To shift from traditional software development to a Model Driven Engineering approach means stepping out of your comfort zone. ICT Group’s software designer Annie Jovitha Arulanandam took up the challenge by trying out the Festa Engine tool to design software for an Air Traffic Control system.
When Annie Jovitha Arulanandam started working for ICT Group in 2017, she had more than five years of professional experience in the traditional way of software development. “That means creating lots of code that you often have to rewrite again and again,” she says. Through ICT Group she was introduced to Festa, a company that has created a tool to build high level control logic using a Model Driven Engineering approach. She enrolled in a training assignment to experience the Festa framework first hand, which meant learning a completely new way of developing software.
Multiple users in one system
The assignment involved a mock project to design software for an Air Traffic Control system. In this system, airlines make Air Transport Requests (ATRs) for flights to and from European airports. For each ATR the airline specifies the origin and destination airports, the number of passengers and/or the total weight of the cargo. This request is then sent to an executive that approves or rejects the air traffic request. Since the system involves multiple users, each with different actions, it is an excellent example of the type of high-level control logic the Festa Engine is designed for.
Working with models
Annie had to program all these actions into the software. In line with the Model Driven Engineering approach, the Festa Engine uses graphical models, designed by a domain expert, which represents a functional overview of the software and its requirements. From these functional models Annie had to create an implementation model. She used Unified Modeling Languages (UMLs) to form the data service layer, security and authentication. For Annie, working with models was completely new. “First it waschallenging, but when I got used to it, it was fun. I had to design at an abstract level and work with graphical representations. I was working with Unified Modeling Languages, which made me understand the application more clearly.” Using models also made the communication with the other stakeholders smoother, Annie found. “The models represent a language that both the domain expert and the software engineer understand. You graphically see what is required. Whereas traditional requirements in text form are much harder to understand.”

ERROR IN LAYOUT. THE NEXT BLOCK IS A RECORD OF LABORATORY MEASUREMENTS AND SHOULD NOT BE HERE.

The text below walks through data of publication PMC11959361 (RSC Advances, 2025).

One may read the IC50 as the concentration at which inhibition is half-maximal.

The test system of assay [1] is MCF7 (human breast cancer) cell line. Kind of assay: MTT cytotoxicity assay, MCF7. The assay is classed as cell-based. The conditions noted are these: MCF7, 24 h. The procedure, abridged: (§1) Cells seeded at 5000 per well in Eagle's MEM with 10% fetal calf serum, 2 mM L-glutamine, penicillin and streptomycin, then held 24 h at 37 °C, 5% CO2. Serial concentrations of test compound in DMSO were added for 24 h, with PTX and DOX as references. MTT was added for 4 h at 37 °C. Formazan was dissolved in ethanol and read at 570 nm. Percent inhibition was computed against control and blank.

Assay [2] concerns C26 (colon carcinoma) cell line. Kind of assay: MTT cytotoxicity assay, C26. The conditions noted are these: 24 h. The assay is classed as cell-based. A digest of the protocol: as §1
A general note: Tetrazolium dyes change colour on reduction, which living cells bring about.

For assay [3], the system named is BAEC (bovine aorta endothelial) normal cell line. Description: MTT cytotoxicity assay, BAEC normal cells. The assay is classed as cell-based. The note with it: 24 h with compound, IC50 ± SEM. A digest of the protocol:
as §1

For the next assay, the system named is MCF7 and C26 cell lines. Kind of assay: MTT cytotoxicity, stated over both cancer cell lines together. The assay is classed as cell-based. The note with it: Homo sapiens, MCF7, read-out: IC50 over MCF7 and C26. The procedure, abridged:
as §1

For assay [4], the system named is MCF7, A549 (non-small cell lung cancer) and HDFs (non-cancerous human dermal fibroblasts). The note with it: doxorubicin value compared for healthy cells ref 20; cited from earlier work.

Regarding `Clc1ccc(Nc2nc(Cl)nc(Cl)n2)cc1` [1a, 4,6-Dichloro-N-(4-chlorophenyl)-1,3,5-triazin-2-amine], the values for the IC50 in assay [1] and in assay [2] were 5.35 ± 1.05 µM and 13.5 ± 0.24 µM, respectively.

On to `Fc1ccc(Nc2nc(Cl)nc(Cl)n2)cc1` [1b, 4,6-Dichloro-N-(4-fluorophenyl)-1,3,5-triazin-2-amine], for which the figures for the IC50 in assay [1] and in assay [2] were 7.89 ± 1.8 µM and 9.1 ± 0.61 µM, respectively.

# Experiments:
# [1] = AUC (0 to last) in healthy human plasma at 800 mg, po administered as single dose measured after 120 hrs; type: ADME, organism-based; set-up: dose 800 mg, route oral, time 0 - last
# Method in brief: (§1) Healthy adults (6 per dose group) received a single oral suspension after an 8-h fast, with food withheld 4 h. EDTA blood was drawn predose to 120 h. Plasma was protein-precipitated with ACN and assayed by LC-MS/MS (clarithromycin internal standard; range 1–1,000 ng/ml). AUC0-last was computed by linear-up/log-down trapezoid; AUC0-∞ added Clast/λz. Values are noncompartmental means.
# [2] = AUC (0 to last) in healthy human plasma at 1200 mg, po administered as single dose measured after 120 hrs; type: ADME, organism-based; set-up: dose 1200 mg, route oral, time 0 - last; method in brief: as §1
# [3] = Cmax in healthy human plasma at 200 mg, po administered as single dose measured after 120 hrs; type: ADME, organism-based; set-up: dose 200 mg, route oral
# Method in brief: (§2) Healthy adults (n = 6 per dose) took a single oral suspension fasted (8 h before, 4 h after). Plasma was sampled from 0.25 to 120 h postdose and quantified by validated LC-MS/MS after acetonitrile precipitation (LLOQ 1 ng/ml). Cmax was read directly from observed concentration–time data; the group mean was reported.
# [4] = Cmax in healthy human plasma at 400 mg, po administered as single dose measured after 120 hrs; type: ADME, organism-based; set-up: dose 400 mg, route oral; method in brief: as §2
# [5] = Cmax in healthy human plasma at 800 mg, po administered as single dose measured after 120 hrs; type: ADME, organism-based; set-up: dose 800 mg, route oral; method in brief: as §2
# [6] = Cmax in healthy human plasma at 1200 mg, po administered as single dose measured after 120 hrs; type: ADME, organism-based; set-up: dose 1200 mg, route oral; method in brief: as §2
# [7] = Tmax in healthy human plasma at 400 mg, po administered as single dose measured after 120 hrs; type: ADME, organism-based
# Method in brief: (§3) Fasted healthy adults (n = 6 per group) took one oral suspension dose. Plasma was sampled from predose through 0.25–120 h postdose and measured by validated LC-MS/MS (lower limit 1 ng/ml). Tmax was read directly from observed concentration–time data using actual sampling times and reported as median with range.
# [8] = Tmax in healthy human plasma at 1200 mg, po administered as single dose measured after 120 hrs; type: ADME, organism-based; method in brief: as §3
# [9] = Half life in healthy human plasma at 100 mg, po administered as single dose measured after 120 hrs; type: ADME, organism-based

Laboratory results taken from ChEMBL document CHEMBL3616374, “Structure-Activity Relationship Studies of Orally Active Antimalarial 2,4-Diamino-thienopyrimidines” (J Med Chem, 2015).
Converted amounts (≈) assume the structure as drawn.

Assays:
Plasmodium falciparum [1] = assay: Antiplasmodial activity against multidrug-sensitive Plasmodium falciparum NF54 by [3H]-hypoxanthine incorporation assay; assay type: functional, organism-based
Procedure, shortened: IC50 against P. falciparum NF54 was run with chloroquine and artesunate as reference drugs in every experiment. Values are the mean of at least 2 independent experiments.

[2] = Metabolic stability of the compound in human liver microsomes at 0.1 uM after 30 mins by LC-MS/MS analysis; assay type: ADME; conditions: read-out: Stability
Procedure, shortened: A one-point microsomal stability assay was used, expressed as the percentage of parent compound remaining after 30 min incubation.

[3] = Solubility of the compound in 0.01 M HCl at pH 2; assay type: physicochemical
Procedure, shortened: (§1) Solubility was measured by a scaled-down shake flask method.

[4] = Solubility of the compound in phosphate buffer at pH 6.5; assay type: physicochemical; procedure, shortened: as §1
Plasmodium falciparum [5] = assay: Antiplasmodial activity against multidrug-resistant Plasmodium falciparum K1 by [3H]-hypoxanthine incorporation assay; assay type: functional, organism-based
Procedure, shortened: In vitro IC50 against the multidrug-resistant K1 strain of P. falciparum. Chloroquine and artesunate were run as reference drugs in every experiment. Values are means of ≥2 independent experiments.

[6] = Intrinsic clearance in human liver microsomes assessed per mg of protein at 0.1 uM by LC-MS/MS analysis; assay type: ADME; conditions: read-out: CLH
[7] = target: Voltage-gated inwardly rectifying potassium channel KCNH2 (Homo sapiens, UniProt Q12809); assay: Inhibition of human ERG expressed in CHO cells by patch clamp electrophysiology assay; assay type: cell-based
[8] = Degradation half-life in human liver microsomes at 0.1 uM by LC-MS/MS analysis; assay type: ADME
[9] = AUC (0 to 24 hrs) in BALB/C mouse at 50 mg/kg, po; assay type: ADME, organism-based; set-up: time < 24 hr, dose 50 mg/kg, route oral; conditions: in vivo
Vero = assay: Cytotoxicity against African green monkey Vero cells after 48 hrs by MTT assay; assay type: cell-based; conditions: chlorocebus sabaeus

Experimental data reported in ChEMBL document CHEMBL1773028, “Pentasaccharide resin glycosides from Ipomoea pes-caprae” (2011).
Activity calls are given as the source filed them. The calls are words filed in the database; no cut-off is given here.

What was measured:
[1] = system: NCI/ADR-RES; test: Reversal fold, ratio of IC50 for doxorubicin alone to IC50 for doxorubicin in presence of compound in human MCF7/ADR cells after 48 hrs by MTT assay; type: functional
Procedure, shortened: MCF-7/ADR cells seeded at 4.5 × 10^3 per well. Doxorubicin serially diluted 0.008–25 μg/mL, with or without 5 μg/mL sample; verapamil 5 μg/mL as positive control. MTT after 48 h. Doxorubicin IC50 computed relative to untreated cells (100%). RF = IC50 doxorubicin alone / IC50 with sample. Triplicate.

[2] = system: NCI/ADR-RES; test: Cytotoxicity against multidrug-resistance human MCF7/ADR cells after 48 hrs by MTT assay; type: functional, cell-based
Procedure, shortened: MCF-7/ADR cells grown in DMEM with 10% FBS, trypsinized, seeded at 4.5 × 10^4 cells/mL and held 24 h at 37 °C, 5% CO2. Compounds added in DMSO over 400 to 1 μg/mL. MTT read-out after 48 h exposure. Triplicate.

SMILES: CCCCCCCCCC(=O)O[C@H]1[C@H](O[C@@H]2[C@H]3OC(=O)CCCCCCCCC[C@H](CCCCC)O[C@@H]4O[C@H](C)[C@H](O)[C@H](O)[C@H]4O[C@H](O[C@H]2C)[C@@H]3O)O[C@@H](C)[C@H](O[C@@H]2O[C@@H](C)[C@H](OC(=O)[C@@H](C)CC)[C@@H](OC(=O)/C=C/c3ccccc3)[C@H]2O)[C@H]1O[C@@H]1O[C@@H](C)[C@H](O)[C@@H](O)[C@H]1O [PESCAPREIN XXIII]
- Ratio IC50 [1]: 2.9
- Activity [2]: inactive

“If an application could be done in the Model Driven Engineering way, I would do it. The benefits are plenty.”
Error proof coding
After the models were completed, Annie was able to create perfect code with one press of a button. It saved a lot of painstaking coding work. “Previously, I always had to be alert about not making manual coding mistakes. Since the model generates the code, it’s one hundred percent error proof.” Learning the Festa Engine and its Model Driven Engineering approach was easier than she thought. “It’s just a different mode of thinking. First I had to think deeply about how the application was going to work. When that was sorted out, I was able to design the models.”
Annie says she has become a true believer in the Model Driven Engineering approach. “If an application could be done in the Model Driven Engineering way, I would do it. The benefits are plenty. You have a better understanding of the application, changes are easier to implement and the development process is easier to grasp, both for the domain expert and the software engineer.”
Case study Softwareport: the three musketeers of a Model Driven Integrated Solution
Softwareport provides a software development platform that combines high-level control, embedded software and virtual prototyping into one integrative solution. The Softwareport is a joint venture of three software companies – Cordis, Festa Solutions and Unit040 – that uses a Model Driven Engineering approach, saving time, costs and programming headaches. Read our case study here.
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